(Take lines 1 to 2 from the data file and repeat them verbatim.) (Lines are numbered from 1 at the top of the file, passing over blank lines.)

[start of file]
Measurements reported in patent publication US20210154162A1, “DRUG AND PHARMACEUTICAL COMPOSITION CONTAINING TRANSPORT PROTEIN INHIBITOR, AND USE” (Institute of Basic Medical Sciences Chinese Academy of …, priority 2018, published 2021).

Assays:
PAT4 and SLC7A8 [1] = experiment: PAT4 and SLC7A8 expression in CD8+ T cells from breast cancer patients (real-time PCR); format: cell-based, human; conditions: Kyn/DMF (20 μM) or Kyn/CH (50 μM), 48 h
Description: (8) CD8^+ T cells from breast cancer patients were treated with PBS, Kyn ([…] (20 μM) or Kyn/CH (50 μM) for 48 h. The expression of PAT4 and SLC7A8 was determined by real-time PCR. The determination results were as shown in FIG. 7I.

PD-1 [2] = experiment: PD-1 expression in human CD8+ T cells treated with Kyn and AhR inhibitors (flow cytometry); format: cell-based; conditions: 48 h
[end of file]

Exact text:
Measurements reported in patent publication US20210154162A1, “DRUG AND PHARMACEUTICAL COMPOSITION CONTAINING TRANSPORT PROTEIN INHIBITOR, AND USE” (Institute of Basic Medical Sciences Chinese Academy of …, priority 2018, published 2021).

Assays: